We felt a bit sad after learning that the longtime flagship of the Orange Coast College School of Sailing and Seamanship, Alaska Eagle, had been sold, and will soon return to her Dutch roots. But we’re probably not nearly as sad as the roughly 3,000 sailors who honed their offshore sailing skills aboard her during three decades of blue-water voyaging.
We know from the many first-hand reports we’ve received over the years that participating in those voyages gave ‘student’-sailors both the skill sets and self-confidence to later cruise the world on their own boats. If you count yourself among those lucky passage-makers, we’d love to have you share some of the highlights of your days aboard Eagle.
As offshore racing buffs will recall, this custom S&S 65 first came to international prominence in 1978, when she won the second Whitbread Round the World Race (’77-’78), then named Flyer. After the S&S-designed Sayula won the first Whitbread (’73-’74), Dutch businessman ‘Conny’ van Rietschoten, a virtual unknown in international racing, commissioned S&S to design him a yacht capable of safely completing and winning the Whitbread. Flyer was built of aluminum at the Netherlands’ renowned Royal Huisman Shipyard, with no expense spared.
That race, which Flyer eventually won, marked the end of the era when race boats actually had relatively comfortable accommodations and interior amenities. The boat competed in the next Whitbread under the name Alaska Eagle, then owned by Alaskan businessman Neil Bergt. She was the first American entry in the Whitbread (the precursor to the Volvo Ocean Race and others), finishing a respectable 9th out of 29 entries. But Bergt could see that she would no longer be truly competitive against newer speed machines, so he made the decision to to donate her to the U.S. Naval Academy. Before that happened, however, watch captain Mike Farley (an Orange Coast alum) alerted his friend Dave Grant of OCC. Grant made repeated pleas to Bergt to steer the donation to OCC, and to his amazement, he did. It was quite a coup.
Since then, she has logged nearly 300,000 miles, zig-zagging all over the Pacific Basin and elsewhere, making exotic landfalls at places such as Tahiti, Hawaii, New Zealand and Australia.
Alaska Eagle was sold earlier this month to Dutchman Diederik Nolten for $350,000.
So if you have funny, dramatic, or life-changing memories of time aboard Eagle, please take a minute to share them with us. We’ll run excerpts from these reader comments in our March issue. In the meantime, "So long, Eagle, it’s been great to know you."
Obviously, this boat (or what’s left of it) has seen better days. We recently invited you, the faithful Lectronic Latitude readers, to help explain how the boat’s bow-end found its way onto the curbside of a street. After receiving over 80 responses, we thought we’d share some of our favorites with you.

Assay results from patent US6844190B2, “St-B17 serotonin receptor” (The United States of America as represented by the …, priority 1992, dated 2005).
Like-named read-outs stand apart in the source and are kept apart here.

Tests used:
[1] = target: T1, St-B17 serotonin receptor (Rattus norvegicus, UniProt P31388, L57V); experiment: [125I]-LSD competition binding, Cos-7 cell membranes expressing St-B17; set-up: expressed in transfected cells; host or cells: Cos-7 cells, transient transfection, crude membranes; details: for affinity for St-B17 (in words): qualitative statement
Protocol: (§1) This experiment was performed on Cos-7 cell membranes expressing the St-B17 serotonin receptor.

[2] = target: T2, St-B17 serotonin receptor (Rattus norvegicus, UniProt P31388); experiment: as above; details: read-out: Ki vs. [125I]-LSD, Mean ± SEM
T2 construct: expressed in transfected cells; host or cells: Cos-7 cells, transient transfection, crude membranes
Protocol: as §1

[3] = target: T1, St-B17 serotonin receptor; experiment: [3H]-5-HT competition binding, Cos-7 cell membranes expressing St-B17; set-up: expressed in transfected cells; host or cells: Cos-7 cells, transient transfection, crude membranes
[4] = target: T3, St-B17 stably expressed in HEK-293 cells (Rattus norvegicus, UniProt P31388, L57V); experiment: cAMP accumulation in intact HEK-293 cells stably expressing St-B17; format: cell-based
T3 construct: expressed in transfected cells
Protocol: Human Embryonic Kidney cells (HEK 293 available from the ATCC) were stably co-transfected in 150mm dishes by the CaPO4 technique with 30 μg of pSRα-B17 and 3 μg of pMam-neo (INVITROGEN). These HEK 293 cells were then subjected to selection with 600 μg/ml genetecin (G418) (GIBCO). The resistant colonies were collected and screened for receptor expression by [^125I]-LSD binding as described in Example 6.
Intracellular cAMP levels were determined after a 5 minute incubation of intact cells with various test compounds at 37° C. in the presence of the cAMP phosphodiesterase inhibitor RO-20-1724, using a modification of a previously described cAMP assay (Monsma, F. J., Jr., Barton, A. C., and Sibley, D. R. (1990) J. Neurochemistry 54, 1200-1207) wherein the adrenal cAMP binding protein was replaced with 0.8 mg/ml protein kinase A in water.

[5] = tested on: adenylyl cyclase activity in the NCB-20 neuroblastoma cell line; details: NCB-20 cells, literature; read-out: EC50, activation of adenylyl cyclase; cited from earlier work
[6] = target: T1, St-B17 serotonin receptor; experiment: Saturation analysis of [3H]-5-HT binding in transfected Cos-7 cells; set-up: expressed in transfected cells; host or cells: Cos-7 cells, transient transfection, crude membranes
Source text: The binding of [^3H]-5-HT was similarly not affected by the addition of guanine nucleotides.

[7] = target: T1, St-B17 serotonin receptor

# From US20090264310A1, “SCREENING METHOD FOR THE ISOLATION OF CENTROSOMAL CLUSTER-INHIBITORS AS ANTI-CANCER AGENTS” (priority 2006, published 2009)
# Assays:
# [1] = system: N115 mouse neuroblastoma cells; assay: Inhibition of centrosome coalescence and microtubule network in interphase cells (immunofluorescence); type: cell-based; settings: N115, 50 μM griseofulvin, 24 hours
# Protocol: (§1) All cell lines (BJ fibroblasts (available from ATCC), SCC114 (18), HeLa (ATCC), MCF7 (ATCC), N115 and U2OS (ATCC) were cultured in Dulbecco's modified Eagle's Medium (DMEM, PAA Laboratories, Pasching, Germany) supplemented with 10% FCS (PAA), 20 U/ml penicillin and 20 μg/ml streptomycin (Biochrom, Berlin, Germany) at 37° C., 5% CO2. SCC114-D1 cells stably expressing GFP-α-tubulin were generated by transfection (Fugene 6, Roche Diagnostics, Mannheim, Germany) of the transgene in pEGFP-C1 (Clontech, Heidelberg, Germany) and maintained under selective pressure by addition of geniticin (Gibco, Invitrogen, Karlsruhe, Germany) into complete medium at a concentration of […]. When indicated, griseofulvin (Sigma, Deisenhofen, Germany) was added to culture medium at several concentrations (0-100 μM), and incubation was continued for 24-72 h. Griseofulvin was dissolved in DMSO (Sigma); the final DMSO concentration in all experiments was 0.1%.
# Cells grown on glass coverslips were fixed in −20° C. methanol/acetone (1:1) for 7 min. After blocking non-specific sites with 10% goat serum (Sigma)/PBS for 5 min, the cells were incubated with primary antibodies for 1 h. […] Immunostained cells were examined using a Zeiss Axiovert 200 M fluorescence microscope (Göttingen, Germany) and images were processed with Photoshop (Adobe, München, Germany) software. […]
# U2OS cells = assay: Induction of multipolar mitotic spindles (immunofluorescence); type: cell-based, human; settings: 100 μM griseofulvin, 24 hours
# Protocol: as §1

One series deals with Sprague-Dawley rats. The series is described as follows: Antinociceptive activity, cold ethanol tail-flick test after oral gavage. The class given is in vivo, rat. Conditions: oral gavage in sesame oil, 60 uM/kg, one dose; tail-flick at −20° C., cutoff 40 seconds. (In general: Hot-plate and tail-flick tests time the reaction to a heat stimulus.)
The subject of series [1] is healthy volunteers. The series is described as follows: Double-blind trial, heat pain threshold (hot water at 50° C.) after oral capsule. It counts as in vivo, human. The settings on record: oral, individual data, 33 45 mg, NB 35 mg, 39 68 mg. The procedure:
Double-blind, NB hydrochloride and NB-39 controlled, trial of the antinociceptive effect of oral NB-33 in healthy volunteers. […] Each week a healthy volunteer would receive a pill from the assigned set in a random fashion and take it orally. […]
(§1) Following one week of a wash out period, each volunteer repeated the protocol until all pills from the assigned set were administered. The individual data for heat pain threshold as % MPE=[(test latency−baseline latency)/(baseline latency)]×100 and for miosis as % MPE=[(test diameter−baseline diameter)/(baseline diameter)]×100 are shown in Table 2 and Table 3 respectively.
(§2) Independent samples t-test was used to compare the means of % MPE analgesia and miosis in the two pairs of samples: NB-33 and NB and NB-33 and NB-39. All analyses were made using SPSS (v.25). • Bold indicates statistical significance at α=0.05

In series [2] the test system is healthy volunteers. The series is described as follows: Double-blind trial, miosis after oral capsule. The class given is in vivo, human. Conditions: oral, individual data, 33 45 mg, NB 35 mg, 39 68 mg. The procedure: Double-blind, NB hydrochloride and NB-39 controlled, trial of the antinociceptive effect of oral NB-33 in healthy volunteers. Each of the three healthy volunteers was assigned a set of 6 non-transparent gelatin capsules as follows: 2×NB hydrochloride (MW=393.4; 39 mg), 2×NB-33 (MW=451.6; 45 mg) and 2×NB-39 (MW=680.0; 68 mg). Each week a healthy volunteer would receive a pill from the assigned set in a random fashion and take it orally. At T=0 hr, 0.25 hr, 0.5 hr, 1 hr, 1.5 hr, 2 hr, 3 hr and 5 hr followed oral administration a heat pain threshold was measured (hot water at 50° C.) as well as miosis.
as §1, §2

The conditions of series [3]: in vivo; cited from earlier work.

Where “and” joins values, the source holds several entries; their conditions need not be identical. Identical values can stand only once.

First, the runners’ up:
“Mexico makes headlines by expanding curbside recycling service to include fiberglass products.” – Peter Schoen
“Fractional Yacht Ownership” (at a price even Al Bundy could afford) – Mik Zint
"Every time he took the boat to the liquor store, something bad happened…" – Tom Hamilton
"When I said, ‘Take her stern,’ I had something else in mind." – Jeff Cook
"Dang, you can’t leave anything parked overnight in this neighborhood…" – Hans Zarbock
"’Just a little closer to shore before we tack,’ he says…" – Michael Moradzadeh
"Rule #1: Never tack in front of an 18-wheeler." - Tony Zavilenski
And our favorite:
“Honey, I have good news and bad news. The good news is we don’t have to pay slip fees anymore.” – Daniel Hallal
Here’s the situation: The lock used to keep your outboard from being stolen has corroded over the years, so when you try to turn the key, it breaks off inside the lock. Merde!
How to get the lock off? The brain trust from our three catamarans decided that a pair of bolt cutters was the solution.
The first pair of bolt cutters wasn’t close to being up to the task. Merde, as that meant it was a trip back to the dinghy and then a trip on the dinghy back to the anchored-out boats to get the heavy duty bolt cutters.
The second pair of bolt cutters proved to be no more effective than the first. Fortunately, Glenn Twitchell of the Newport-based Lagoon 380 Beach Access had the foresight to also bring his little Dremel tool along. The Dremel looks whimpy compared to bolt cutters, but when equipped with a succession of carbide tips, each of which weighed about a 10th of an ounce, it made its way right through the tough lock.
Dremel tool packages run from about $50 to about $150, and have a lot of uses on boats. Please email us if you have any great rotary tool stories?
The bi-annual Pacific Cup race to Hawaii now has over 70 entries in various divisions including: cruising, doublehanded, fully crewed and multihull. One recent standout entry is Manouch Moshayedi’s Rio 100, a Bakewell-White/Cookson designed sloop from Corona del Mar.
Look for further updates on this 2,070-mile contest, both here and in the pages of Latitude 38 magazine. Starts for the various classes of the 2014 Pacific Cup will run July 6-12 off the St. Francis YC.